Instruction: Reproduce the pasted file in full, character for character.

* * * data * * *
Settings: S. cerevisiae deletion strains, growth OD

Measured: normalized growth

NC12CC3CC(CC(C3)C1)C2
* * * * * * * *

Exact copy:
Settings: S. cerevisiae deletion strains, growth OD

Measured: normalized growth

NC12CC3CC(CC(C3)C1)C2